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Family member of Hamas hostage says he finds strength in remaining hopeful

JUANA SUMMERS, HOST:

After more than a month of fighting, Israel and Hamas have agreed to a four-day cease-fire. At the heart of the deal is an exchange - the release of at least 150 Palestinian women and minors held in Israeli jails in exchange for at least 50 Israeli hostages who were taken by Hamas. Moshe Lavi is the brother-in-law of Omri Miran, who was kidnapped from his kibbutz on October 7. Welcome.

MOSHE LAVI: Thank you for having me.

SUMMERS: I want to start by just asking, if you can, to tell us a little bit about Omri. What's he like?

LAVI: Omri is a very soft-spoken man, gentle, dedicated father. He let my sister, Lishay, develop a career in Sapir College, and he was really the one who dedicated his time for the girls - their two baby daughters - Roni and Alma. He was a shiatsu therapist and a gardener in Kibbutz Nahal Oz - known for his smile in the kibbutz. He moved there 14 years ago from northern Israel. Avid reader - his favorite author was Haruki Murakami. And he was a avid supporter of Maccabi Tel Aviv in basketball and Liverpool in soccer.

SUMMERS: We learned the news yesterday that there is this deal for the four-day cease-fire and the exchange of prisoners and hostages. What went through your mind when you heard that news?

LAVI: It's complex. On one hand, I and our entire family and many people in Israel are relieved that some of the more vulnerable hostages will be returning home - talking about babies, children and mothers. But at the same time, we know that Omri and many others, the majority of hostages, will be remaining in captivity in the Gaza Strip. And we are yet to understand whether the ICRC will get access to them, will be able to visit them, will be able to provide them with medical attention.

SUMMERS: Have you - since October 7, have you heard anything about Omri's condition? Do you - has your family heard anything?

LAVI: We did hear about three weeks ago from the Israeli authorities that Omri was confirmed to be a hostage in Gaza and that he's alive. But we understood that this is a very fluid situation. We hope that all the relevant stakeholders will be able to promote a more comprehensive deal to ensure Omri and others - and all the others - will be released and return home as soon as possible.

SUMMERS: Those stakeholders, what would you want to say to them? What would you want them to know about what you and your family are going through right now?

LAVI: I hope they understand that since October 7, our life has been paused. We are living in a continuous nightmare. We're fluctuating from hope to despair. And it's really paramount that Omri and all the other hostages will be released as soon as possible, both in order to ensure reunification with their families and also to alleviate the enormous pain all of us are experiencing - we have yet to begin the grieving process for the communities we lost, for memories that were stolen from us with the burning of our homes and fields - and to ensure that something like this will not be allowed to happen again.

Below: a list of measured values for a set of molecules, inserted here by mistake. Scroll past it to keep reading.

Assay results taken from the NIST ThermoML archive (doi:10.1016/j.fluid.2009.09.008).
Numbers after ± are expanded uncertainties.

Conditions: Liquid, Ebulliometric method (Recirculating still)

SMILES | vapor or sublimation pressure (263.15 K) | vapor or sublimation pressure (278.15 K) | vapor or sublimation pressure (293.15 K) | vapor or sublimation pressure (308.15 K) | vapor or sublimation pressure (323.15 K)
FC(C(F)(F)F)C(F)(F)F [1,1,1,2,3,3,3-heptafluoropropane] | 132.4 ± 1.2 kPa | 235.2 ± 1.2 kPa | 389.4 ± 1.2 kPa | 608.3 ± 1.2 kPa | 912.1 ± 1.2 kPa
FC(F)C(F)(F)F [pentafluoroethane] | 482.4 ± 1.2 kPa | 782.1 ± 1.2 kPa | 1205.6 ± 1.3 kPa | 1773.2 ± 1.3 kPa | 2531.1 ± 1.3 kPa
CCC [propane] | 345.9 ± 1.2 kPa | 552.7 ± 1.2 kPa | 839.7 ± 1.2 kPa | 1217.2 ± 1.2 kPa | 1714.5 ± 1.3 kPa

SUMMERS: Moshe, it is impossible to imagine the depths of grief and sadness that you and your family are going through right now. But I do want to ask you, your sister, those young kids that you were telling me about, how are they doing? How are they coping?

LAVI: Yeah, my sister Lishay and - her and Omri's two baby daughters - Roni, who's 2 1/2 years old, and Alma, who is almost 8 months now - they endured a significant trauma. They all survived the atrocities. They were all held captive by Hamas. They both saw death of loved ones, of neighbors, of the community - saw the horrors in their eyes, and a mark will be remaining in their hearts and minds for the rest of their lives. They are getting the professional attention they require, but the grief is too high.

And on top of it, they need, of course, to continue advocate for the release of Omri, the release of all the hostages. My sister is a brave and a strong, strong woman. She's been speaking up to whoever willing to listen. But the trauma will remain. Roni is already speaking, and she speaks of the horrors she experienced. She calls for her dad every night before she goes to sleep - cries for him to return home.

SUMMERS: This is an impossible situation. How do you keep hope alive?

LAVI: Yes. I think it's imperative for me to keep hope alive because, that way, I give strength to my sister, give strength to my communities and people and give strength to myself. I think by working for their release, we allow ourself to give a voice to those who were taken, give a voice to those who survive and suffered from the atrocities of Hamas and their accomplices on October 7. The world can be, at times, a very dark place, but we have to keep hope in order to live, in order to thrive. And that's what I do and intend to continue doing.

SUMMERS: That was Moshe Lavi talking with us about his brother-in-law, Omri Miron, who was kidnapped by Hamas on October 7. Thank you for sharing your story, and our thoughts are with you and your family.

LAVI: Thank you. Wish peace to all of us.

(SOUNDBITE OF BADBADNOTGOOD'S "TIMID INTIMIDATING") Transcript provided by NPR, Copyright NPR.

NPR transcripts are created on a rush deadline by an NPR contractor. This text may not be in its final form and may be updated or revised in the future. Accuracy and availability may vary. The authoritative record of NPR’s programming is the audio record.

Kai McNamee
Tinbete Ermyas
Juana Summers is a political correspondent for NPR covering race, justice and politics. She has covered politics since 2010 for publications including Politico, CNN and The Associated Press. She got her start in public radio at KBIA in Columbia, Mo., and also previously covered Congress for NPR.